Cyanogen Inc. clashes with OnePlus over treatment of women

OnePlus has already managed to attract a lot of criticism for the way it’s introduced its first smartphone, the OnePlus One. From the invitation system, to that smash-your-phones contest, to issues with scalpers, or even botched run-ins with regulatory agencies, it sometimes feels that this company is making every mistake it can – but then again, as an upstart, it has some growing pains to work through. The latest OnePlus controversy has just landed, and this one is drawing Cyanogen Inc. into the conflict.

It all started with the announcement of a new OnePlus One invite giveaway, this time only open to women. The company asks ladies to send in a pic of themselves displaying a OnePlus logo, for forum members to vote upon, with the 50 top submissions getting invite codes and t-shirts. Right there, OnePlus was treading on extremely thin ice (if not breaking it outright), risking turning this into a beauty pageant. But then it had to go and push things one step further, dropping a “ladies, no nudity please” warning.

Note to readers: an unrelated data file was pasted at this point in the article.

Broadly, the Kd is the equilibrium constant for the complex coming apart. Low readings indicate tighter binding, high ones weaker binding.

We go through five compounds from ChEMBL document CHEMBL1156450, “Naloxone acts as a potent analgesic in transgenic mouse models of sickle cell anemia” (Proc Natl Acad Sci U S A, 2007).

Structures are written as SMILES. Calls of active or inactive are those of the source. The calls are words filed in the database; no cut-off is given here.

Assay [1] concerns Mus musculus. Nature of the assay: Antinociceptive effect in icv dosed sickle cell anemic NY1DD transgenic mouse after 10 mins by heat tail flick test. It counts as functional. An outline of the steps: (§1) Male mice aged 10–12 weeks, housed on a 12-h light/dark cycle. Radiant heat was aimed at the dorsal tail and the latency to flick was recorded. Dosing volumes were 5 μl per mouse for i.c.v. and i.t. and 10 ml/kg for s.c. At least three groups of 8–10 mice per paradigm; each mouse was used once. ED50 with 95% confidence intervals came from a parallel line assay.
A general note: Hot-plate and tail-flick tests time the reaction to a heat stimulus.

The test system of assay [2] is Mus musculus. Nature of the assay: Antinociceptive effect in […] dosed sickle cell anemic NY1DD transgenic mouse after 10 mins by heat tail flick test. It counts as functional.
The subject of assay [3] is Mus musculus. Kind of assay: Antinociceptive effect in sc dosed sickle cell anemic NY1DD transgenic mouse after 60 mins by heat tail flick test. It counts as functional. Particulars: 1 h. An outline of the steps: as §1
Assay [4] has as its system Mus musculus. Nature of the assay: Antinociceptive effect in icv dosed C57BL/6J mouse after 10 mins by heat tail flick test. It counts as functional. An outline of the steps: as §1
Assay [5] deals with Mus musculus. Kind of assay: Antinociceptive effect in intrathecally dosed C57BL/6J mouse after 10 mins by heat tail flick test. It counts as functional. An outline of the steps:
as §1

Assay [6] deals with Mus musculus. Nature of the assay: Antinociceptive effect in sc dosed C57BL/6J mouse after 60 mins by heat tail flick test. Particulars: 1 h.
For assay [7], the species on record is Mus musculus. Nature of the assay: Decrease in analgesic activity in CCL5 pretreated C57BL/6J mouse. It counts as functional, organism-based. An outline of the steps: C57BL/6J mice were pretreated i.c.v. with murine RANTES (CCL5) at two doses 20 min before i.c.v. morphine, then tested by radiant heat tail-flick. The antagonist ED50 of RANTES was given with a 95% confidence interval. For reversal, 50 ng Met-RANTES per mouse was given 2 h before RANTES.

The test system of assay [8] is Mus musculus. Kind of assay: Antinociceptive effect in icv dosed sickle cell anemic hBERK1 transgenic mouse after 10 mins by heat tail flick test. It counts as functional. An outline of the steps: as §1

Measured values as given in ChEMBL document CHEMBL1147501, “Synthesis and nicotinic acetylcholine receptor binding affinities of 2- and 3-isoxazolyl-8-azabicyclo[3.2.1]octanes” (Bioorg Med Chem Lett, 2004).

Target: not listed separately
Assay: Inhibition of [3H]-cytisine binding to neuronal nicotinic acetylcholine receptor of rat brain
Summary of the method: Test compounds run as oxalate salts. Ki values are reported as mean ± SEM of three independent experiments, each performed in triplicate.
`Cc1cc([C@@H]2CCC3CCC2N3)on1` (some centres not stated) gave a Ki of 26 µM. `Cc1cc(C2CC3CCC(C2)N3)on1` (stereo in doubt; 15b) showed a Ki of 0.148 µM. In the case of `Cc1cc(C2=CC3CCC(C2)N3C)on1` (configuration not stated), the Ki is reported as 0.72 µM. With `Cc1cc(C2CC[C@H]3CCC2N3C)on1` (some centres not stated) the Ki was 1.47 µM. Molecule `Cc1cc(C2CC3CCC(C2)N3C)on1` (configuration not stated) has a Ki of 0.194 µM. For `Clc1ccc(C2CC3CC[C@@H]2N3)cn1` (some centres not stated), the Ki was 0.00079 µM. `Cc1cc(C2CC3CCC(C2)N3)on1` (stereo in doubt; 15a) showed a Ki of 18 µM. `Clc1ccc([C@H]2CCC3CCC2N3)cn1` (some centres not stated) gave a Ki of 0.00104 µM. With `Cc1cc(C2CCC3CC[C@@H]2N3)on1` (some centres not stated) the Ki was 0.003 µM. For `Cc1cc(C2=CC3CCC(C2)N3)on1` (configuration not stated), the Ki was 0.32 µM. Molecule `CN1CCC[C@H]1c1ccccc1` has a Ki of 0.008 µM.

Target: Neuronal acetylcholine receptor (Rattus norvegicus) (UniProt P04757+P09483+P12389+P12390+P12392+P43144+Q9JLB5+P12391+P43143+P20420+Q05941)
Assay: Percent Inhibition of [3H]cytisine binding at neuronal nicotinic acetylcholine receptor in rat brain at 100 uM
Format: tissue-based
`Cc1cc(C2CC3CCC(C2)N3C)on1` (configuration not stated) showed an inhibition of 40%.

The contest is already being called sexist, demeaning, and objectifying, and has managed to catch the attention of Cyanogen, OnePlus’s software partner on the One. In no uncertain terms, the company tweeted that “we value all of our users and do not support any contest that objectifies people.”

Just now, as we go to post this news, OnePlus has finally taken the contest thread down. Prior to that, it was urging commenters to stay on topic and not derail the thread with their complaints.

Source: OnePlus (thread closed), Cyanogen Inc. (Twitter)
Via: Phandroid

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Stephen Schenck
Stephen has been writing about electronics since 2008, which only serves to frustrate him that he waited so long to combine his love of gadgets and his degree in writing. In his spare time, he collects console and arcade game hardware, is a motorcycle enthusiast, and enjoys trapping blue crabs. Stephen's first mobile device was a 624 MHz Dell Axim X30, which he's convinced is still a viable platform. Stephen longs for a market where phones are sold independently of service, and bandwidth is cheap and plentiful; he's not holding his breath. In the meantime, he devours smartphone news and tries to sort out the juicy bits Read more about Stephen Schenck!